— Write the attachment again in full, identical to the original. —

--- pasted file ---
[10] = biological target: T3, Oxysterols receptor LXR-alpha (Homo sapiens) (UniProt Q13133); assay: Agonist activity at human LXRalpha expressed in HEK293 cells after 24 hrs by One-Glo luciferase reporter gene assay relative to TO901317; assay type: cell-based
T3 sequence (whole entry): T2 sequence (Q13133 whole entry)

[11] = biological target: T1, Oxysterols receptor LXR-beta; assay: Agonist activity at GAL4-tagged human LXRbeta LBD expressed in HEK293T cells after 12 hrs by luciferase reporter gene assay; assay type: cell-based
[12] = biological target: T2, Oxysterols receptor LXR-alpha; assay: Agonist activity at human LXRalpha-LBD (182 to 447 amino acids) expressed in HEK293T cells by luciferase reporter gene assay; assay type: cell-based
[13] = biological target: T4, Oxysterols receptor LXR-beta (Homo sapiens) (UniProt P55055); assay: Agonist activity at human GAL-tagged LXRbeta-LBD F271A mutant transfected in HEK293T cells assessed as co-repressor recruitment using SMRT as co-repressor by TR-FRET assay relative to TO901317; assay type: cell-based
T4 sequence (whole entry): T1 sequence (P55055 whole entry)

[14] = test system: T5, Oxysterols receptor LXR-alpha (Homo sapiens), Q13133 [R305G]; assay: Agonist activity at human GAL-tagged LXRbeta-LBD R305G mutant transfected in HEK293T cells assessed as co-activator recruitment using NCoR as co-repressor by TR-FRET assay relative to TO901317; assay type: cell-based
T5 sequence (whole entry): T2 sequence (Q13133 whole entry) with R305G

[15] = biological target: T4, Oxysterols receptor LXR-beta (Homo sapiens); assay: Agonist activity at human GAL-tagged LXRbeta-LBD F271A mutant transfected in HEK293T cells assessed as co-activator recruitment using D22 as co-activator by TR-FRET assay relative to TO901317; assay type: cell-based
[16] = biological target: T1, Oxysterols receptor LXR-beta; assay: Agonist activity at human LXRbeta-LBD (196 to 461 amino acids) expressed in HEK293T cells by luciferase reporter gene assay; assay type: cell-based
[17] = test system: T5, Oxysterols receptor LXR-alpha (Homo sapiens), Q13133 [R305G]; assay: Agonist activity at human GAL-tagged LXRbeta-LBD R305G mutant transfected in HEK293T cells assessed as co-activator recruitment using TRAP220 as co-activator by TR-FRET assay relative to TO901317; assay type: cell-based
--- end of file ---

[10] = biological target: T3, Oxysterols receptor LXR-alpha (Homo sapiens) (UniProt Q13133); assay: Agonist activity at human LXRalpha expressed in HEK293 cells after 24 hrs by One-Glo luciferase reporter gene assay relative to TO901317; assay type: cell-based
T3 sequence (whole entry): T2 sequence (Q13133 whole entry)

[11] = biological target: T1, Oxysterols receptor LXR-beta; assay: Agonist activity at GAL4-tagged human LXRbeta LBD expressed in HEK293T cells after 12 hrs by luciferase reporter gene assay; assay type: cell-based
[12] = biological target: T2, Oxysterols receptor LXR-alpha; assay: Agonist activity at human LXRalpha-LBD (182 to 447 amino acids) expressed in HEK293T cells by luciferase reporter gene assay; assay type: cell-based
[13] = biological target: T4, Oxysterols receptor LXR-beta (Homo sapiens) (UniProt P55055); assay: Agonist activity at human GAL-tagged LXRbeta-LBD F271A mutant transfected in HEK293T cells assessed as co-repressor recruitment using SMRT as co-repressor by TR-FRET assay relative to TO901317; assay type: cell-based
T4 sequence (whole entry): T1 sequence (P55055 whole entry)

[14] = test system: T5, Oxysterols receptor LXR-alpha (Homo sapiens), Q13133 [R305G]; assay: Agonist activity at human GAL-tagged LXRbeta-LBD R305G mutant transfected in HEK293T cells assessed as co-activator recruitment using NCoR as co-repressor by TR-FRET assay relative to TO901317; assay type: cell-based
T5 sequence (whole entry): T2 sequence (Q13133 whole entry) with R305G

[15] = biological target: T4, Oxysterols receptor LXR-beta (Homo sapiens); assay: Agonist activity at human GAL-tagged LXRbeta-LBD F271A mutant transfected in HEK293T cells assessed as co-activator recruitment using D22 as co-activator by TR-FRET assay relative to TO901317; assay type: cell-based
[16] = biological target: T1, Oxysterols receptor LXR-beta; assay: Agonist activity at human LXRbeta-LBD (196 to 461 amino acids) expressed in HEK293T cells by luciferase reporter gene assay; assay type: cell-based
[17] = test system: T5, Oxysterols receptor LXR-alpha (Homo sapiens), Q13133 [R305G]; assay: Agonist activity at human GAL-tagged LXRbeta-LBD R305G mutant transfected in HEK293T cells assessed as co-activator recruitment using TRAP220 as co-activator by TR-FRET assay relative to TO901317; assay type: cell-based